On Election Day this year, a number of state and local conservation funding initiatives will be on the ballot for voters to consider with the potential of over $25 billion being dedicated for conservation and restoration. The largest initiatives in Florida, New Jersey, North Dakota, California and Maine bring a variety of opportunities for funding land conservation, water quality and outdoor recreation. But support for these initiatives also vary with opponents like state chambers of commerce actively working against some of the efforts, reports the Wildlife Management Institute.

By far the largest initiative is being considered in Florida where an estimated $18 billion is at stake. Amendment 1 is a constitutional amendment that would dedicate 33 percent of annual revenue raised through an existing tax on real estate transactions over the next 20 years to conservation projects. While the state has had bipartisan support for conservation spending, appropriations have declined dramatically in recent years undermining efforts for land conservation and Everglades restoration. Amendment 1 would fund the state's Land Acquisition Trust Fund to acquire, restore, improve, and manage conservation lands including: wetlands and forests; fish and wildlife habitat; lands protecting water resources and drinking water sources, including the Everglades, and the water quality of rivers, lakes, and streams; beaches and shores; outdoor recreational lands; working farms and ranches; and historic or geologic sites. The amendment requires a 60 percent supermajority vote in support to be approved and is broadly supported by diverse organizations. While the Florida Chamber of Commerce, Farm Bureau and other groups oppose the initiative, current polling suggests that it is receiving strong support from voters.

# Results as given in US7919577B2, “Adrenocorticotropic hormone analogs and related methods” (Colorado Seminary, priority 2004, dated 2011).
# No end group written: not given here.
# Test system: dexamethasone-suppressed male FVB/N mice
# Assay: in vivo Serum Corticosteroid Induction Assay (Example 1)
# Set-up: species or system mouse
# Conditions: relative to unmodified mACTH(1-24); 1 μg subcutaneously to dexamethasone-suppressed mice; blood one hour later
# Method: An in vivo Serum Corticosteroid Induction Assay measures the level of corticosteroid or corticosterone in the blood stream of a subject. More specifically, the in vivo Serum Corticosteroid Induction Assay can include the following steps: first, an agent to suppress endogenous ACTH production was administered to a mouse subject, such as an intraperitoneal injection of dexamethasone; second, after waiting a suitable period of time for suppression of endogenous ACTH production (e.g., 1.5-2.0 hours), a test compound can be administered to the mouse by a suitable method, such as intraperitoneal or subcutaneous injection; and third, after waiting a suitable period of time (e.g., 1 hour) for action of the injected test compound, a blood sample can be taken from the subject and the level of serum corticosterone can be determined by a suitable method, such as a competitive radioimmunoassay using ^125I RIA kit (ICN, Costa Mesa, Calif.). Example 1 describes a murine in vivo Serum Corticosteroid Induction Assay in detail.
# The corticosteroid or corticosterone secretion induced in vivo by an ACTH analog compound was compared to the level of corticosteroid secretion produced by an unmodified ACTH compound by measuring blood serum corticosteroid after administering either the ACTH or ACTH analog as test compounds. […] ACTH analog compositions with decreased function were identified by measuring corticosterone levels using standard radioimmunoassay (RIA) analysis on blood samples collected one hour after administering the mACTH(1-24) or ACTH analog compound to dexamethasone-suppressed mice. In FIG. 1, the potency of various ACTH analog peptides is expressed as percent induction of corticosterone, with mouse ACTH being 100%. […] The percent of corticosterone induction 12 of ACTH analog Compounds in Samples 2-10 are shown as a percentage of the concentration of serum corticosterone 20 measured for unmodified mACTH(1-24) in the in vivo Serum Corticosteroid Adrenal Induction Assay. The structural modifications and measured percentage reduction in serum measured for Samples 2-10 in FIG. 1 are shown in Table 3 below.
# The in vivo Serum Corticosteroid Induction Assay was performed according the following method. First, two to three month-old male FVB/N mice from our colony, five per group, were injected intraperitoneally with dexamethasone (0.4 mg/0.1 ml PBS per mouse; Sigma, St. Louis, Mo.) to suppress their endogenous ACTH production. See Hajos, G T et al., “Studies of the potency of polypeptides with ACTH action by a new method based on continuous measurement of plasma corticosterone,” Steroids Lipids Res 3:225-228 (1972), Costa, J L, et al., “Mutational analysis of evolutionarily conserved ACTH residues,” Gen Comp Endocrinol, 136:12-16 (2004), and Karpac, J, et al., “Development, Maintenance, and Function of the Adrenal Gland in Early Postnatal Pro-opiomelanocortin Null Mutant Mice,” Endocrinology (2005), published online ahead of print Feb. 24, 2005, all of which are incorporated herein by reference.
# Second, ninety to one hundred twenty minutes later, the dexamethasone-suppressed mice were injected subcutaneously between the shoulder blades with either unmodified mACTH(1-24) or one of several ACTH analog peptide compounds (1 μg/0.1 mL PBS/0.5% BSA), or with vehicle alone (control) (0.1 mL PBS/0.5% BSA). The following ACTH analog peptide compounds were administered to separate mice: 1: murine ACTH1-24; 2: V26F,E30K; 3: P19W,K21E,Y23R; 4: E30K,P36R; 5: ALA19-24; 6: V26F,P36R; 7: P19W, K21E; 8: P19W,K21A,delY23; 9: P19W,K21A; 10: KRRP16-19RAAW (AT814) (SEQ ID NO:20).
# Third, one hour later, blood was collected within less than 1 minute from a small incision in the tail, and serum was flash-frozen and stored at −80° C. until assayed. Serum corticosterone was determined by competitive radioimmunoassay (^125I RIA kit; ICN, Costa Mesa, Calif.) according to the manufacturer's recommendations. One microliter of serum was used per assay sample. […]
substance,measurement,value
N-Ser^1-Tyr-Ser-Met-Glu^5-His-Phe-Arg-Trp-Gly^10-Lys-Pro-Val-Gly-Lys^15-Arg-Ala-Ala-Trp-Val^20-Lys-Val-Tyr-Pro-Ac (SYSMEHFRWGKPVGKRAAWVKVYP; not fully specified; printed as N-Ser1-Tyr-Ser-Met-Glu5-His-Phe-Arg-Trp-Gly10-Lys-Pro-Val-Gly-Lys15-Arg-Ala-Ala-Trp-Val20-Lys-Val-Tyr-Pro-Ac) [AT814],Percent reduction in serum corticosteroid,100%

New Jersey is also considering a constitutional amendment for long-term, dedicated funding for a variety of environmental and conservation programs. The state has a long history of support at the ballot for programs like the state's Green Acres land preservation efforts. However, this is the first time the state is seeking dedicated funding that is estimated to total $2.15 billion over the next 20 years to acquire land prone to flooding, protect natural areas, farmland and watersheds, and provide for parks, historic preservation, underground storage tank removal and brownfield remediation. If approved, Public Question #2 will reallocate 4 percent of an existing state corporate business tax for an estimated $71 million annually for the first four years, and beginning in 2019, it would dedicate an additional 2 percent of business tax revenues increasing the annual funding to $117 million. While municipalities, counties and agricultural boards across the state generally support the amendment, Americans for Prosperity has led opposition against the amendment along with the state's governor, Chris Christie.